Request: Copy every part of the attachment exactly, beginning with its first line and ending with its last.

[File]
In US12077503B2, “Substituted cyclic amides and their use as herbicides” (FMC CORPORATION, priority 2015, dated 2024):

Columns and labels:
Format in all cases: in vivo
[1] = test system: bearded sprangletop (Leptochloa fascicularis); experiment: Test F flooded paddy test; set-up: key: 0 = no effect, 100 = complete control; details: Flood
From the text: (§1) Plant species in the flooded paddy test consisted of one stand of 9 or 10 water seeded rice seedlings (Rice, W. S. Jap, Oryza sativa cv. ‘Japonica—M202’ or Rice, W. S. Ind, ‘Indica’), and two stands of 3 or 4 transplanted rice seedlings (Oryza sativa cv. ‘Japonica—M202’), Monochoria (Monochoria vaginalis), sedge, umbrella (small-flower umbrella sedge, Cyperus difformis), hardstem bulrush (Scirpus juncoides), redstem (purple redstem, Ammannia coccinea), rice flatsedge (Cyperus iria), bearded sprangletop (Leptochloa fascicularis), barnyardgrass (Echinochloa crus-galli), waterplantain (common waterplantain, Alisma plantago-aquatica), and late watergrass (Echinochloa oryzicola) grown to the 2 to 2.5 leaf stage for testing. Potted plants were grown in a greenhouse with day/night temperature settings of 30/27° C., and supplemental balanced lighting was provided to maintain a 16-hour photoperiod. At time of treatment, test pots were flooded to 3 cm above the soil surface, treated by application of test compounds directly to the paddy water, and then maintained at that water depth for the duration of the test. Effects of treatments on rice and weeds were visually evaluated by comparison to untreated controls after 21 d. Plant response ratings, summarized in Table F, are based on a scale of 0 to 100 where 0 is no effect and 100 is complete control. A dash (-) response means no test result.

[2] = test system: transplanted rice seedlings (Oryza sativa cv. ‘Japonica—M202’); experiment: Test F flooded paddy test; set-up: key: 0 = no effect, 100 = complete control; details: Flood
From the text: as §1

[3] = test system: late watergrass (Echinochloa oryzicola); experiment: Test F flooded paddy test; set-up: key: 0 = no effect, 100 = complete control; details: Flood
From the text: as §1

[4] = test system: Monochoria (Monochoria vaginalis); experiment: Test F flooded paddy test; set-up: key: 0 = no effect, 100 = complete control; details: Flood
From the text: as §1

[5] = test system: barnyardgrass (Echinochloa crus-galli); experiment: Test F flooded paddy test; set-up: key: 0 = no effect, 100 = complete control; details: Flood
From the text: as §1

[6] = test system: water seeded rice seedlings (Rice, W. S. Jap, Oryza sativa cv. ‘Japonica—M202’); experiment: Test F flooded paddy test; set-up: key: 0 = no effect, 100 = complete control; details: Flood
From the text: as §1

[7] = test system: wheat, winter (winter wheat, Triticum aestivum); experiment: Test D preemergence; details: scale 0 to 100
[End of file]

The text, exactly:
In US12077503B2, “Substituted cyclic amides and their use as herbicides” (FMC CORPORATION, priority 2015, dated 2024):

Columns and labels:
Format in all cases: in vivo
[1] = test system: bearded sprangletop (Leptochloa fascicularis); experiment: Test F flooded paddy test; set-up: key: 0 = no effect, 100 = complete control; details: Flood
From the text: (§1) Plant species in the flooded paddy test consisted of one stand of 9 or 10 water seeded rice seedlings (Rice, W. S. Jap, Oryza sativa cv. ‘Japonica—M202’ or Rice, W. S. Ind, ‘Indica’), and two stands of 3 or 4 transplanted rice seedlings (Oryza sativa cv. ‘Japonica—M202’), Monochoria (Monochoria vaginalis), sedge, umbrella (small-flower umbrella sedge, Cyperus difformis), hardstem bulrush (Scirpus juncoides), redstem (purple redstem, Ammannia coccinea), rice flatsedge (Cyperus iria), bearded sprangletop (Leptochloa fascicularis), barnyardgrass (Echinochloa crus-galli), waterplantain (common waterplantain, Alisma plantago-aquatica), and late watergrass (Echinochloa oryzicola) grown to the 2 to 2.5 leaf stage for testing. Potted plants were grown in a greenhouse with day/night temperature settings of 30/27° C., and supplemental balanced lighting was provided to maintain a 16-hour photoperiod. At time of treatment, test pots were flooded to 3 cm above the soil surface, treated by application of test compounds directly to the paddy water, and then maintained at that water depth for the duration of the test. Effects of treatments on rice and weeds were visually evaluated by comparison to untreated controls after 21 d. Plant response ratings, summarized in Table F, are based on a scale of 0 to 100 where 0 is no effect and 100 is complete control. A dash (-) response means no test result.

[2] = test system: transplanted rice seedlings (Oryza sativa cv. ‘Japonica—M202’); experiment: Test F flooded paddy test; set-up: key: 0 = no effect, 100 = complete control; details: Flood
From the text: as §1

[3] = test system: late watergrass (Echinochloa oryzicola); experiment: Test F flooded paddy test; set-up: key: 0 = no effect, 100 = complete control; details: Flood
From the text: as §1

[4] = test system: Monochoria (Monochoria vaginalis); experiment: Test F flooded paddy test; set-up: key: 0 = no effect, 100 = complete control; details: Flood
From the text: as §1

[5] = test system: barnyardgrass (Echinochloa crus-galli); experiment: Test F flooded paddy test; set-up: key: 0 = no effect, 100 = complete control; details: Flood
From the text: as §1

[6] = test system: water seeded rice seedlings (Rice, W. S. Jap, Oryza sativa cv. ‘Japonica—M202’); experiment: Test F flooded paddy test; set-up: key: 0 = no effect, 100 = complete control; details: Flood
From the text: as §1

[7] = test system: wheat, winter (winter wheat, Triticum aestivum); experiment: Test D preemergence; details: scale 0 to 100